A very Epicurean sort of day.

A trip to McKay's and lunch at Calhoun's yesterday with friend staghounds. Always a pleasure; a couple hours browsing the stacks, yummy BBQ, and conversation that leaves my brain feeling all stretched out and relaxed, like it's been doing T'ai chi.

Dinner last night at Brazeiros or, as Gunsmith Bob calls it, "The Meatening". It's like a movie title: Highlander VII: The Meatening. I can see Sean Connery and Clancy Brown dueling atop some ruined tower in a thunderstorm with big skewers of picanha, pausing only to bite off chunks of delicious sea-salt-crusted top sirloin. I know better than to be decoyed by the salad bar and sides: The objective at a churrascaria is to pack yourself with enough rare beef that you have to be rolled to the car.

Sexism isn't cute, even with floral trim.

Writes one Kiri Blakely:
As the prostitute scandal continues to rock the Secret Service, one thought has been running around my brain like a mouthy schoolgirl: Why aren't there more (or any?!) female Secret Service agents? The reason there should be more is simple: Women don’t get into trouble the way men do.
Well, Ms. Blakeley, as it happens, there are female Secret Service agents, and have been for decades. Considering that there were women on Reagan's detail, it's probably safe to say that there have been women guarding the president longer than you've been alive. A woman was named deputy director of the agency in 2004, during the administration of that horrible macho cowboy, George W. Bush.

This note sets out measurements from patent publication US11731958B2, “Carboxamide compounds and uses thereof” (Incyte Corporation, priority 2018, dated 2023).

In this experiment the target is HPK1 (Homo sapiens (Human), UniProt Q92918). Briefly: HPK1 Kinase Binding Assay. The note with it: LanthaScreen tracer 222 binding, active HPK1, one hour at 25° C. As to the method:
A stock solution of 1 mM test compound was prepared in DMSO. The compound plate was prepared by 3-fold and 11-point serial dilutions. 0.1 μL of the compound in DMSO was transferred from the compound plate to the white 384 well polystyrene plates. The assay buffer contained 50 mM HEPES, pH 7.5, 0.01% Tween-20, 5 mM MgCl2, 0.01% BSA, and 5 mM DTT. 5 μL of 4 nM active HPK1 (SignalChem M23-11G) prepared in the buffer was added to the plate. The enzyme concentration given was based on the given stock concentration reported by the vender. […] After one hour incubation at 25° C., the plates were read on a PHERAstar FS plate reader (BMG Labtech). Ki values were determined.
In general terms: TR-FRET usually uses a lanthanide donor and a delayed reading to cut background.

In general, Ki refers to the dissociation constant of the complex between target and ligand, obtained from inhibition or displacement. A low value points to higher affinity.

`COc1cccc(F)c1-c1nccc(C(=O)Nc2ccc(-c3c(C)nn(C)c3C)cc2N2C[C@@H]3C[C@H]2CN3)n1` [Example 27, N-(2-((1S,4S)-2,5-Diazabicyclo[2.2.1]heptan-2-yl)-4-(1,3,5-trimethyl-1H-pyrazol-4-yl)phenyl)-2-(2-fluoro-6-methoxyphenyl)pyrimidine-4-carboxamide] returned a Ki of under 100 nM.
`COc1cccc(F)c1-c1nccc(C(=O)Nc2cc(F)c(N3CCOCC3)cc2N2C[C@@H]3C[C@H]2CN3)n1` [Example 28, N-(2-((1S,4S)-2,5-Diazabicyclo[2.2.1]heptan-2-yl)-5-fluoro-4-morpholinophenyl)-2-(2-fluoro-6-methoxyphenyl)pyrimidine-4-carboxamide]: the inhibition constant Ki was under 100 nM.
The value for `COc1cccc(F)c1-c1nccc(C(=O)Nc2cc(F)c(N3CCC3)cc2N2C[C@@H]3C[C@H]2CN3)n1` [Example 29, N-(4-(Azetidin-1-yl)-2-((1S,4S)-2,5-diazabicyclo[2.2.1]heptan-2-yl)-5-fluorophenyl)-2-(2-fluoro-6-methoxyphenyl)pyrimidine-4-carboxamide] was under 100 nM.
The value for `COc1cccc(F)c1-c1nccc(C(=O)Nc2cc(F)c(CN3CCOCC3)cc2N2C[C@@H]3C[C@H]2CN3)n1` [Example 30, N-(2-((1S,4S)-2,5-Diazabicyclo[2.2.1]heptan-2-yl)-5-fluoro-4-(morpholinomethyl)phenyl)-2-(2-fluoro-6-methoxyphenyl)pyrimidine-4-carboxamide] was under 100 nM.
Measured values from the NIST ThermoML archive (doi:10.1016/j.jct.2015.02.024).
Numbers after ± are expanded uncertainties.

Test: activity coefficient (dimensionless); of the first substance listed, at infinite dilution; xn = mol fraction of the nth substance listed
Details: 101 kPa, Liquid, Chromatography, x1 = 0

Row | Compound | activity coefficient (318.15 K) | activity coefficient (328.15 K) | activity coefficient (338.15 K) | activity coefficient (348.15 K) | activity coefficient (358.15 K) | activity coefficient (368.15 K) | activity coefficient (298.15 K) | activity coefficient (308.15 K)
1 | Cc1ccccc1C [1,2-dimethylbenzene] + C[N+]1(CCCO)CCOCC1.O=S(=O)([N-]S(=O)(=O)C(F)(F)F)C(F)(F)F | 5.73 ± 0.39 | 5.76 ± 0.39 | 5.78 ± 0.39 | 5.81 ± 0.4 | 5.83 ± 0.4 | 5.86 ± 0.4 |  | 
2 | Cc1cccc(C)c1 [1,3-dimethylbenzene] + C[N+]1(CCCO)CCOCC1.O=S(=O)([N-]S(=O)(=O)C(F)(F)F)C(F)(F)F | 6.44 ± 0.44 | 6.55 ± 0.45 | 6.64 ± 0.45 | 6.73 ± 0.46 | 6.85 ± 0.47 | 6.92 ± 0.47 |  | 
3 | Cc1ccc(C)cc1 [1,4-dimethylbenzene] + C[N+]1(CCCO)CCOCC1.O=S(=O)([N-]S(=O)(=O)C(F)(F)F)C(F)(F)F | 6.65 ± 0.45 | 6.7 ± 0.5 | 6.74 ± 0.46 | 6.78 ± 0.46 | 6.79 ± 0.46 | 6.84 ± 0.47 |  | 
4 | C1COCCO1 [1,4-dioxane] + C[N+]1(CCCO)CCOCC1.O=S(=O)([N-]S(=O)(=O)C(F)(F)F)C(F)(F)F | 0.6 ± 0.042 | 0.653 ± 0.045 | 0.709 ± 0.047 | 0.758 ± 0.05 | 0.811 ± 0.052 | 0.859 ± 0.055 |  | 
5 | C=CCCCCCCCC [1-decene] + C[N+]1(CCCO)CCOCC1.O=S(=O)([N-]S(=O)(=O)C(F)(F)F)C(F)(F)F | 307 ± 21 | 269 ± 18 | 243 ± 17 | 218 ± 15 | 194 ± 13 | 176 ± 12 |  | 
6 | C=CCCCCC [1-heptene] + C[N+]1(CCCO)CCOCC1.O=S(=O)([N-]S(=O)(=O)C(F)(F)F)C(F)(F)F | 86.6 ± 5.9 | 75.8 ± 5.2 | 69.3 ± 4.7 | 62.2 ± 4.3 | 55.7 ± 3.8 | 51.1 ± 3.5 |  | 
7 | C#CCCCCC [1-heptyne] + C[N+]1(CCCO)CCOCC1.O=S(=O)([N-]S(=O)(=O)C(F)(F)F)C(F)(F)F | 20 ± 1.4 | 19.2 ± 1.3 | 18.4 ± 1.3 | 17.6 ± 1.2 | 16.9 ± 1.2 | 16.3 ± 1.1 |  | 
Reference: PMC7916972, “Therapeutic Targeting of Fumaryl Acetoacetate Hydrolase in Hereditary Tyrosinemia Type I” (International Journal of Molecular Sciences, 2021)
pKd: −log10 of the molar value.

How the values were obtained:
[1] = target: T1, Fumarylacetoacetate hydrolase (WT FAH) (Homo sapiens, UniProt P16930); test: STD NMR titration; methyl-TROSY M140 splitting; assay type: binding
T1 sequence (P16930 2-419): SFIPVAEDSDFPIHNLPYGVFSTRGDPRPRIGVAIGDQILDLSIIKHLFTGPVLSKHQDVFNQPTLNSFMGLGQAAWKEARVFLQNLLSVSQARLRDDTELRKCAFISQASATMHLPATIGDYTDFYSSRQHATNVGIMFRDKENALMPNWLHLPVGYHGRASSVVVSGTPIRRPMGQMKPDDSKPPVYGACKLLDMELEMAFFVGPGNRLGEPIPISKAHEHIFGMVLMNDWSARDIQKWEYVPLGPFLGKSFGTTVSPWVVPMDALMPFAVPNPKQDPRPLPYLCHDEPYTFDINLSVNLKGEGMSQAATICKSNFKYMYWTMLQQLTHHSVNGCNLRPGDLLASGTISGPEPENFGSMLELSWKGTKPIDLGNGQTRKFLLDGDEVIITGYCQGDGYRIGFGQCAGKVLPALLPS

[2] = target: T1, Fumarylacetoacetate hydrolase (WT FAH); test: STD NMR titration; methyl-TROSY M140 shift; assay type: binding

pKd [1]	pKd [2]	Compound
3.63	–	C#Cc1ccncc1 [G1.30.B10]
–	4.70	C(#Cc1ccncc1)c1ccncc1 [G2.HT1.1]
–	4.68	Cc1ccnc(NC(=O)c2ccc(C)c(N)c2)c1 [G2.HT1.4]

But it's your assertion that screwing up on the job is somehow a uniquely male trait that leaves me agog. Did you think before you typed that? Of course you didn't. Apparently you live in such a bubble that you couldn't even imagine who'd find such a statement objectionable.

Please, stay off my side.

Wednesday, April 18, 2012

Jan folds.

Arizona's Republican Governor Jan Brewer, who dismayed Democrats by never meeting a gun law she didn't like, finally met a gun law she didn't like.

She vetoed a measure that would have allowed Arizonans to pack their heaters in publicly-owned buildings, such as city halls and libraries, on the grounds that the only way the bill allowed these buildings to remain posted as no-toting-zones was to install metal detectors and secure lockers so that legally-armed patrons would have a safe place to park their gat while they went in to check out their books. (Because handling loaded guns for safety in the lobby is always a good idea!)

Portland Tea Party.

Apparently only TSA screeners are allowed to look at nekkid folks at the airport, because when an Oregon man attempted to give the entire crowd waiting in line the same view that the blue-gloved security minions had in the Porn-O-Scan booth, he got arrested for disorderly conduct and indecent exposure, rather than being given an award for being a patriotic citizen who was just trying to prove that he wasn't carrying anything on board except a few extra pounds and a Not-Gonna-Take-It-Anymore attitude.